Saturday, November 26, 2005

Afghanistan Watch

An Indian was murdered by the Taliban the other day. Ramankutty Maniyappan was an employee of the Indian Border Roads Organization, and was helping build the 280 kilometer between Delaram, on the Kandahar-Herat highway to Zaranj on the Iranian border. Iran is building the highway from Zaranj to the port of Chabahan. The highway will reduce the route to the sea by a thousand kilometers from the current route, which is via the Khyber Pass to Peshawar in Pakistan and from thence to Karachi.

Currently Pakistan has a virtual stranglehold on the goods entering and leaving Afghanistan, and has not hesitated to use it. Pakistan and its Taliban allies are quite upset about the highway, and the murder of Maniyappan is an attempt to stop the construction.

An Indian civil services officer, a remarkable lady who spent seven months in Afghanistan helping the United Nations organize elections writes

I would not like to get into Afghanistan’s politics, but if the Taliban allow roads to be constructed, they would really be losing control. From their point of view, it would just be logical that they make it as uncomfortable as possible for outsiders to reach areas under their control. As long as donkeys take election material and no international observer can reach remote locations, there is no threat to their domain. I had wanted very much to visit some far-flung parts of my province, but security and lack of roads ruled out any such possibility.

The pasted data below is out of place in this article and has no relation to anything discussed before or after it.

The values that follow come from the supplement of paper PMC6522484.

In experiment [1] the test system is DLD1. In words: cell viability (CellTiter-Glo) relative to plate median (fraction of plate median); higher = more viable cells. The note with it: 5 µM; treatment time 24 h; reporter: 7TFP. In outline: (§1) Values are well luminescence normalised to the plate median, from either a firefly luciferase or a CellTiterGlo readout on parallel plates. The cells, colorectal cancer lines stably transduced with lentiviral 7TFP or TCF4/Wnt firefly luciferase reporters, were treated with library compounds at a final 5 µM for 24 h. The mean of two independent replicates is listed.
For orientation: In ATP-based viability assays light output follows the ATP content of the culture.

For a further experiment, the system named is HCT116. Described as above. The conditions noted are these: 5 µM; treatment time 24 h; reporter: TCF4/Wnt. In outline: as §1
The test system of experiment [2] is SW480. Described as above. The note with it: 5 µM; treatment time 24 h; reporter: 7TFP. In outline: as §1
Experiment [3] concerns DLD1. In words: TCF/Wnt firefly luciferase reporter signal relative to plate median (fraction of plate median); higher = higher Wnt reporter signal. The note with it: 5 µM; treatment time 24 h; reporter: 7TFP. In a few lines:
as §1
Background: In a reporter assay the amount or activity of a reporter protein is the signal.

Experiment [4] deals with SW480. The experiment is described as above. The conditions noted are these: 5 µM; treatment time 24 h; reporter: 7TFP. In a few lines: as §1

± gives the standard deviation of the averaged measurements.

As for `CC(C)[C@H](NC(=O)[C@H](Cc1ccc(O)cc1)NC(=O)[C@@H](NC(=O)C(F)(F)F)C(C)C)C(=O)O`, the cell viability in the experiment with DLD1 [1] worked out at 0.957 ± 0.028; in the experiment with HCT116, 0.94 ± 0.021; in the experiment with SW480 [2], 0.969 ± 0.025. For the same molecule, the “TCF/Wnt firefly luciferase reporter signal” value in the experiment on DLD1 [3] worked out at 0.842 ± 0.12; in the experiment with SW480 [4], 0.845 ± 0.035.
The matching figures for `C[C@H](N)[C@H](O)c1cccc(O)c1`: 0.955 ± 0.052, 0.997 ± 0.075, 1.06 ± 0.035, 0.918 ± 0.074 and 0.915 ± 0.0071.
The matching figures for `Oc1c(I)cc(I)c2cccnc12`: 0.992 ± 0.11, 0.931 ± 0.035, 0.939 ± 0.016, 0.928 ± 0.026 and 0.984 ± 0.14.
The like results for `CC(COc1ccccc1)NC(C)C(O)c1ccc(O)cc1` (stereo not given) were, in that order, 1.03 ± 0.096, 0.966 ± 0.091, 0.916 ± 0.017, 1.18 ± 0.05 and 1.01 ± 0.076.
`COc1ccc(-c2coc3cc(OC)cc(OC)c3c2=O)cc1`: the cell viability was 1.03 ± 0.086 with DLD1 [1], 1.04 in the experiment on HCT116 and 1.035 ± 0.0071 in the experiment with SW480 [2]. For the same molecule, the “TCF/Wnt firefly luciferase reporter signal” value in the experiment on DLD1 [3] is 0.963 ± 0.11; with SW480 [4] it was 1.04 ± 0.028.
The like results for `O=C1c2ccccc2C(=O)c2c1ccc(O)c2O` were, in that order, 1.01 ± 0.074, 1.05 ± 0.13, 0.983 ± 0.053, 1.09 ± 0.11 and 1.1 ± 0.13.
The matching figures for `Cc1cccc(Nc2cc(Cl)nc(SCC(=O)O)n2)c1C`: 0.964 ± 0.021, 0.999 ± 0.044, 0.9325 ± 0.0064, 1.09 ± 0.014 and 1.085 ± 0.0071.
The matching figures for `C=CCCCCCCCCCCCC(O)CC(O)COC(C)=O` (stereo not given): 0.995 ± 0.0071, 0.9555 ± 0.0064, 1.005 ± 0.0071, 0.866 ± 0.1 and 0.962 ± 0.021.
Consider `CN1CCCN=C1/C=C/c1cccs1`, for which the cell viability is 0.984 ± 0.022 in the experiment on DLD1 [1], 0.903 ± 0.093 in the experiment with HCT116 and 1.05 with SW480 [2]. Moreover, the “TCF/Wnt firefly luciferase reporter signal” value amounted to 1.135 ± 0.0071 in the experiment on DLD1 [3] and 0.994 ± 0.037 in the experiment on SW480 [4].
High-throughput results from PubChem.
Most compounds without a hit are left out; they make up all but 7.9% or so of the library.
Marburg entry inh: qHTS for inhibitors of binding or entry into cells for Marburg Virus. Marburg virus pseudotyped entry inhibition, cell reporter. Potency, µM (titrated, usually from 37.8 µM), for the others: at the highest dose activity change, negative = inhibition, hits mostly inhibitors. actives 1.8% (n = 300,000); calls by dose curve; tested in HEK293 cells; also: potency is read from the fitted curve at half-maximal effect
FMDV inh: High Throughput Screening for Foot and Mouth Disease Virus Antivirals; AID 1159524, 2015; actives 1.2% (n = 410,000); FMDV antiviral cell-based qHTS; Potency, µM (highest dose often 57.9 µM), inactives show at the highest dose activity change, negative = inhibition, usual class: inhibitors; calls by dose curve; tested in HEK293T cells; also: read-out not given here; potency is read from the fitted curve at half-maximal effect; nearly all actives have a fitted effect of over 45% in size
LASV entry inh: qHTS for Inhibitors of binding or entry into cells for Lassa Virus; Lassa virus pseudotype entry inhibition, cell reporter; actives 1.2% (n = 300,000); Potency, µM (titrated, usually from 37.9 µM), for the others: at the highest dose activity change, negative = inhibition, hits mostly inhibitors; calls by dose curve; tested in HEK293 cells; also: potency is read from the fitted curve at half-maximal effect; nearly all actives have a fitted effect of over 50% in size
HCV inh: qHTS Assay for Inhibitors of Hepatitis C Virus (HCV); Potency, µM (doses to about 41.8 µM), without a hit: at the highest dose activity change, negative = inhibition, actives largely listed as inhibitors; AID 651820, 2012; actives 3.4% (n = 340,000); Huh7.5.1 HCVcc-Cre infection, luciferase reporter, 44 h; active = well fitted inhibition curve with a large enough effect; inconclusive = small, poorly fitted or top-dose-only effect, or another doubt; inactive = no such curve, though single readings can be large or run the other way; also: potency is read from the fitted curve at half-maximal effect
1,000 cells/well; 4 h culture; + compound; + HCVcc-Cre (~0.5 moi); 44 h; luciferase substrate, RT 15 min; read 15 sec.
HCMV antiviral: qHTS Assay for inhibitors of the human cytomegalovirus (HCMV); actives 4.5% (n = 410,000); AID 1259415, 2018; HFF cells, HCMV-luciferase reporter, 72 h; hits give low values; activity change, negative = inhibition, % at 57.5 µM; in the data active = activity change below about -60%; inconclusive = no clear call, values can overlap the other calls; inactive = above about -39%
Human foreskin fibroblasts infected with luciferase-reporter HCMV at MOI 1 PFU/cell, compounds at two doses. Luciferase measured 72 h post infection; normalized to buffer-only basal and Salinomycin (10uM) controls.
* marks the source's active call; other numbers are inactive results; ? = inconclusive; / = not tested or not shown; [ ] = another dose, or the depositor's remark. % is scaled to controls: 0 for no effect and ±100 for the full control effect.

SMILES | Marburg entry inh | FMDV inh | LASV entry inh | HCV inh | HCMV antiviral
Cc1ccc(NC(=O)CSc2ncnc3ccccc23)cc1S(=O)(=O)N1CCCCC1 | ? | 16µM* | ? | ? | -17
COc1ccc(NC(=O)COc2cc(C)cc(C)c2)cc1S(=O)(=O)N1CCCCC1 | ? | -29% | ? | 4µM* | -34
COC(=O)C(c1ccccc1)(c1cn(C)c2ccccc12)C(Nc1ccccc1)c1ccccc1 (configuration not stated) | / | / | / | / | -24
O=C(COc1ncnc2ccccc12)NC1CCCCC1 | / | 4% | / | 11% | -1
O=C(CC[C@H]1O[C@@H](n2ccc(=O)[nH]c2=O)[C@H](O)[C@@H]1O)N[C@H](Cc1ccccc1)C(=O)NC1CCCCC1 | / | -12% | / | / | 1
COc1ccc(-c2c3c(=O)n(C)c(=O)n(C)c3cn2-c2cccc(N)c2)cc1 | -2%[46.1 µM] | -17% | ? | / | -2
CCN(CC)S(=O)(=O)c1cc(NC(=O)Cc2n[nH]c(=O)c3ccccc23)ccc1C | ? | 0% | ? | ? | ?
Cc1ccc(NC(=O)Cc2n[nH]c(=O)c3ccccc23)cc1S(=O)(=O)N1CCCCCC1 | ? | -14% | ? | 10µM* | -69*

Roads are key to where Afghanistan wants to go, to get to schools and health care centres, to banks and factories, and to provide security to the people who have become accustomed to being afraid and helpless. As long as there are no roads, inaccessibility will keep all the dangerous elements safe. The people of the country showed courage and came out to vote on September 18. They trudged along hilly paths avoiding minefields and thorny bushes and rocks in the direction of progress and self-expression. But they need the roads.

I know Maniyappan would have been proud of the work being done by the BRO to give the people of Afghanistan the road they deserve.

From the US Administration's point of view the situation is uncomfortable. On the one hand, this is a road that its ally, the Karzai government, considers to be vital; on the other hand, this is a project that will benefit Iran; and also the US has repeatedly told India to "respect Pakistani sensibilities on Afghanistan". With battle fatigue setting in in the US, it is a race against time to build Afghanistan enough to resist the inevitable abandonment of that country to the mercies of Pakistan and its surrogates.

Update: This UN (.pdf) map on which you can locate Delaram and Zaranj, gives an idea of how this will help reduce the isolation of Southern Afghanistan, which is the Taliban stronghold.